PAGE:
The Sergeant Major of the Marine Corps is a billet and special rank, conferred on the senior enlisted Marine of the entire Marine Corps, personally selected by the Commandant of the Marine Corps.[4] It and the Marine Gunner are the only billets which rate modified rank insignia in place of the traditional rank insignia.

Junior enlisted Non-commissioned Officers (NCOs) Staff Non-Commissioned Officers (SNCOs)
Private First Class
Lance Corporal
Staff Sergeant
Gunnery Sergeant
Master Sergeant
First Sergeant
Master Gunnery Sergeant
Sergeant Major
Sergeant Major of the Marine Corps
E-1 E-2 E-3 E-4 E-5 E-6 E-7 E-8 E-9
no insignia

Different styles of rank insignia are worn on different Marine uniforms:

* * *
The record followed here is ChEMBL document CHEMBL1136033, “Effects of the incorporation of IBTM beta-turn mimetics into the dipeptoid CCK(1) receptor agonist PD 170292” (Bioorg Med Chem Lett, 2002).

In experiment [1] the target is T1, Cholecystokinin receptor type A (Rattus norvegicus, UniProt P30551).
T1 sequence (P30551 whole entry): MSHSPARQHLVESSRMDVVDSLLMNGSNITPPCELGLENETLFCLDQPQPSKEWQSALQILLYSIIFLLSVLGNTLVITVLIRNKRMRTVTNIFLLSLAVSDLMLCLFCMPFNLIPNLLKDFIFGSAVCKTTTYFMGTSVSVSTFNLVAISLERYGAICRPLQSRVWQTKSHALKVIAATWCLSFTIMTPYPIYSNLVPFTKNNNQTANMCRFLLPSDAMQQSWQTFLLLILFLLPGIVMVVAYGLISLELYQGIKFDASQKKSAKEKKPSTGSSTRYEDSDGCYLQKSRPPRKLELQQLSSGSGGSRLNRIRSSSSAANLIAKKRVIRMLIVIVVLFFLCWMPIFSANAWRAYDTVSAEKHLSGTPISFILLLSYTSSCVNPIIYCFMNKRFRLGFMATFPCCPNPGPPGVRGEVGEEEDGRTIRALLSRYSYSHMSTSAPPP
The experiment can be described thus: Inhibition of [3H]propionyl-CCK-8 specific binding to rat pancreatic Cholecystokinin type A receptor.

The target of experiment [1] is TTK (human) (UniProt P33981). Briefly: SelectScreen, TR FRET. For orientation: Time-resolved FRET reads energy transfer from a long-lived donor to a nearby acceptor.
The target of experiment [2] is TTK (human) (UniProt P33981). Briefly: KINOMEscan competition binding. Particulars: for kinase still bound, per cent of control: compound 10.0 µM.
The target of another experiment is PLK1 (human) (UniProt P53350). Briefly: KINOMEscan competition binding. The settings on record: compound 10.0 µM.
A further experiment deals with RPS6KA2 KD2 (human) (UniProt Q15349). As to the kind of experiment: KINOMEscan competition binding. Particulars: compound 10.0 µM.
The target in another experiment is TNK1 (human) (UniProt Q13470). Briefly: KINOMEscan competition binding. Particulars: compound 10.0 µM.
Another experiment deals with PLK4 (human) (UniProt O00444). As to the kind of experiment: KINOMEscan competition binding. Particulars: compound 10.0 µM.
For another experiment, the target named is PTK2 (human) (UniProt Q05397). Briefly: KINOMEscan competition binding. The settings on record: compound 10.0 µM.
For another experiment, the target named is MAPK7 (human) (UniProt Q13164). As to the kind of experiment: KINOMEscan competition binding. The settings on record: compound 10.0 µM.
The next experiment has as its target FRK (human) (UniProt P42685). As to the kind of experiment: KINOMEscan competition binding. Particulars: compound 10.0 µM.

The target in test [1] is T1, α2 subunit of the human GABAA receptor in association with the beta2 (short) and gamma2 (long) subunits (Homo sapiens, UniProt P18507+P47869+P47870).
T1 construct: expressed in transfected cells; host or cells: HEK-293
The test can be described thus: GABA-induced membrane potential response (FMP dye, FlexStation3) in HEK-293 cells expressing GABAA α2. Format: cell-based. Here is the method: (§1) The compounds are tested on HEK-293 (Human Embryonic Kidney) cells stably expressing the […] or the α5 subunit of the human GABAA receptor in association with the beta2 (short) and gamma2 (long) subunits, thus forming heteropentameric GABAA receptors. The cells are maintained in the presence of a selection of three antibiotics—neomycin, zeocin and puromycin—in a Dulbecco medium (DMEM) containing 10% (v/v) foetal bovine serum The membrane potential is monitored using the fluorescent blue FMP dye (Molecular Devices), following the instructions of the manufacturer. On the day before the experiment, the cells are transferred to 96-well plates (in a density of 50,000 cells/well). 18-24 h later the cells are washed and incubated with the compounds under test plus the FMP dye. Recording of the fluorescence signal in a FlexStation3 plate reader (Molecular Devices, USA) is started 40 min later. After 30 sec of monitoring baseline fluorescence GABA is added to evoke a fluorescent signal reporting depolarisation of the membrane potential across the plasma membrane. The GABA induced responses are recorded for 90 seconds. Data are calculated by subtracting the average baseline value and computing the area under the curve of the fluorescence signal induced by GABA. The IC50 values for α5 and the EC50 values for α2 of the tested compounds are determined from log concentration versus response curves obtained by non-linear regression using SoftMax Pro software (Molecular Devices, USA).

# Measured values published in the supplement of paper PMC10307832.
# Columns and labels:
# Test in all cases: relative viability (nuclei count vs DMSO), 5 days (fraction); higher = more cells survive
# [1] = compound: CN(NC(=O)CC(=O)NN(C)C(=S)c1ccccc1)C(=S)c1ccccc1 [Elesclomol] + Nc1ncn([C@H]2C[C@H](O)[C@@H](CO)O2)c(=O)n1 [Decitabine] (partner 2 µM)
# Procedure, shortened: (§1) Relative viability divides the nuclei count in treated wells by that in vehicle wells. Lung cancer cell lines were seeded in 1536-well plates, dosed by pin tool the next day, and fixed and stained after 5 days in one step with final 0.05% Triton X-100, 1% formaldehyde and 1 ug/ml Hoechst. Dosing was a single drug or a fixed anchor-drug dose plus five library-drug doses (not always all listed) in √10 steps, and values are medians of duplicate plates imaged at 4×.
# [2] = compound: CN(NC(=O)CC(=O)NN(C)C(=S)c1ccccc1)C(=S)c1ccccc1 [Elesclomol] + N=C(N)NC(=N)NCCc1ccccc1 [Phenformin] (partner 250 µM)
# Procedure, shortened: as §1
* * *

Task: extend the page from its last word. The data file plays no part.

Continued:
L to R: Evening Dress uniform, Dress Blue uniform, Service Dress Alpha coat, Service Dress Bravo and Charlie shirt, and combat utility pin-on insignia for a Staff Sergeant

The gold stripes on red flash are worn on the Dress Blue coat, green stripes on red flash are worn on the Service "A" uniform coat; the rank insignia are worn on the upper sleeve of both blouses. The khaki uniforms use green stripes on khaki flash, and again are worn on the upper sleeves of both long and short-sleeved service blouses. Utility uniform rank insignia are black metal pins and are worn on the collars, or black embroidered insignia sewn into patches of material to match the appropriate camouflage uniform. Musicians in the "President's Own United States Marine Band" (commonly yet incorrectly referred to simply as The United States Marine Band) wear insignia with the crossed rifles replaced by a lyre to denote their lack of a combat mission; full-service Marines who are attached to the 10 Fleet Marine Force Bands continue to wear their normal rank insignia.[5]